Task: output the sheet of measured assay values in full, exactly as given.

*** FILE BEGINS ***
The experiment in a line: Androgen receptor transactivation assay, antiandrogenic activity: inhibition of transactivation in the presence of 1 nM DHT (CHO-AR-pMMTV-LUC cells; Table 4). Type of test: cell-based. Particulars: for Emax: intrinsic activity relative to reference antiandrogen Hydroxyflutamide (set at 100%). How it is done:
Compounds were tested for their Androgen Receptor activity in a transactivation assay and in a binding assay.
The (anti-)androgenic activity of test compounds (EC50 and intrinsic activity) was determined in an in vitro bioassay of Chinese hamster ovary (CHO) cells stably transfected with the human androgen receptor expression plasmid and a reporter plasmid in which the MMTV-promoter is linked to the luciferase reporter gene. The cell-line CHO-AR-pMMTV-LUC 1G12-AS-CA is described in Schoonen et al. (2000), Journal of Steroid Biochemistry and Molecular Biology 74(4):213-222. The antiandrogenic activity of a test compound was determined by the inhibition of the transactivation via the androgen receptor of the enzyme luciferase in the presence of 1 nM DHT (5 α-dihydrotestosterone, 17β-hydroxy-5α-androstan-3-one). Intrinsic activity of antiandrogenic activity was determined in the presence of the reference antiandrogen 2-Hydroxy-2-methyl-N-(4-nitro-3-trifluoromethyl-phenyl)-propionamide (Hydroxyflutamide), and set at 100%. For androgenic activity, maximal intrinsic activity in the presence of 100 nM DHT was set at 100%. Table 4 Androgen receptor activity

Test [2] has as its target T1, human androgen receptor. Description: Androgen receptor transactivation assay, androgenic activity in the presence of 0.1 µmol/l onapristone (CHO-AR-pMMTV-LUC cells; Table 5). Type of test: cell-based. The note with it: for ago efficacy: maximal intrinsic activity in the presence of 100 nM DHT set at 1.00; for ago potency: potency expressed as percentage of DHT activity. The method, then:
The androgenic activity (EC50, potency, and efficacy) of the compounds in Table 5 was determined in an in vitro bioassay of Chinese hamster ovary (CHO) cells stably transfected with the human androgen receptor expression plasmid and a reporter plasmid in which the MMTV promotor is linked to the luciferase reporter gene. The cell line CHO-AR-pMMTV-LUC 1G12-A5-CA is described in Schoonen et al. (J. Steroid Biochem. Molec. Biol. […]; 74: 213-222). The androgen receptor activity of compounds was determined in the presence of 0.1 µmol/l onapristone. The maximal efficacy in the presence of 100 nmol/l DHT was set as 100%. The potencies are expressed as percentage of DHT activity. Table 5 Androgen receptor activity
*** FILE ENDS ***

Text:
The experiment in a line: Androgen receptor transactivation assay, antiandrogenic activity: inhibition of transactivation in the presence of 1 nM DHT (CHO-AR-pMMTV-LUC cells; Table 4). Type of test: cell-based. Particulars: for Emax: intrinsic activity relative to reference antiandrogen Hydroxyflutamide (set at 100%). How it is done:
Compounds were tested for their Androgen Receptor activity in a transactivation assay and in a binding assay.
The (anti-)androgenic activity of test compounds (EC50 and intrinsic activity) was determined in an in vitro bioassay of Chinese hamster ovary (CHO) cells stably transfected with the human androgen receptor expression plasmid and a reporter plasmid in which the MMTV-promoter is linked to the luciferase reporter gene. The cell-line CHO-AR-pMMTV-LUC 1G12-AS-CA is described in Schoonen et al. (2000), Journal of Steroid Biochemistry and Molecular Biology 74(4):213-222. The antiandrogenic activity of a test compound was determined by the inhibition of the transactivation via the androgen receptor of the enzyme luciferase in the presence of 1 nM DHT (5 α-dihydrotestosterone, 17β-hydroxy-5α-androstan-3-one). Intrinsic activity of antiandrogenic activity was determined in the presence of the reference antiandrogen 2-Hydroxy-2-methyl-N-(4-nitro-3-trifluoromethyl-phenyl)-propionamide (Hydroxyflutamide), and set at 100%. For androgenic activity, maximal intrinsic activity in the presence of 100 nM DHT was set at 100%. Table 4 Androgen receptor activity

Test [2] has as its target T1, human androgen receptor. Description: Androgen receptor transactivation assay, androgenic activity in the presence of 0.1 µmol/l onapristone (CHO-AR-pMMTV-LUC cells; Table 5). Type of test: cell-based. The note with it: for ago efficacy: maximal intrinsic activity in the presence of 100 nM DHT set at 1.00; for ago potency: potency expressed as percentage of DHT activity. The method, then:
The androgenic activity (EC50, potency, and efficacy) of the compounds in Table 5 was determined in an in vitro bioassay of Chinese hamster ovary (CHO) cells stably transfected with the human androgen receptor expression plasmid and a reporter plasmid in which the MMTV promotor is linked to the luciferase reporter gene. The cell line CHO-AR-pMMTV-LUC 1G12-A5-CA is described in Schoonen et al. (J. Steroid Biochem. Molec. Biol. […]; 74: 213-222). The androgen receptor activity of compounds was determined in the presence of 0.1 µmol/l onapristone. The maximal efficacy in the presence of 100 nmol/l DHT was set as 100%. The potencies are expressed as percentage of DHT activity. Table 5 Androgen receptor activity